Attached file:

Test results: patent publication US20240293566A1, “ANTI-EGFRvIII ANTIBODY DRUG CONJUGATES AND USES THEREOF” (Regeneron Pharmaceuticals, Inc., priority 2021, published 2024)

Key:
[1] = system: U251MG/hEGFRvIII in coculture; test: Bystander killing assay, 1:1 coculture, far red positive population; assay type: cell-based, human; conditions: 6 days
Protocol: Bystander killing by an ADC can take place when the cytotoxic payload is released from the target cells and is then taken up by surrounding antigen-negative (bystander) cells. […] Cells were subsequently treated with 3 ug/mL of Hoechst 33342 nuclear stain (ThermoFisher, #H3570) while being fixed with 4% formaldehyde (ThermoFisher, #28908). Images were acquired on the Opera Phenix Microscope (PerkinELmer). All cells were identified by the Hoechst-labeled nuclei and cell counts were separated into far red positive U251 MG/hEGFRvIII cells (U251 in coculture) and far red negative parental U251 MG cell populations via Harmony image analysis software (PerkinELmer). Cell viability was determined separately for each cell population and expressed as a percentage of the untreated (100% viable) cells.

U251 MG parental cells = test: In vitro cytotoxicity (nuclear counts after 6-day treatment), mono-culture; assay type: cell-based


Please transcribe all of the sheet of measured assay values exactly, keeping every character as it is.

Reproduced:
Test results: patent publication US20240293566A1, “ANTI-EGFRvIII ANTIBODY DRUG CONJUGATES AND USES THEREOF” (Regeneron Pharmaceuticals, Inc., priority 2021, published 2024)

Key:
[1] = system: U251MG/hEGFRvIII in coculture; test: Bystander killing assay, 1:1 coculture, far red positive population; assay type: cell-based, human; conditions: 6 days
Protocol: Bystander killing by an ADC can take place when the cytotoxic payload is released from the target cells and is then taken up by surrounding antigen-negative (bystander) cells. […] Cells were subsequently treated with 3 ug/mL of Hoechst 33342 nuclear stain (ThermoFisher, #H3570) while being fixed with 4% formaldehyde (ThermoFisher, #28908). Images were acquired on the Opera Phenix Microscope (PerkinELmer). All cells were identified by the Hoechst-labeled nuclei and cell counts were separated into far red positive U251 MG/hEGFRvIII cells (U251 in coculture) and far red negative parental U251 MG cell populations via Harmony image analysis software (PerkinELmer). Cell viability was determined separately for each cell population and expressed as a percentage of the untreated (100% viable) cells.

U251 MG parental cells = test: In vitro cytotoxicity (nuclear counts after 6-day treatment), mono-culture; assay type: cell-based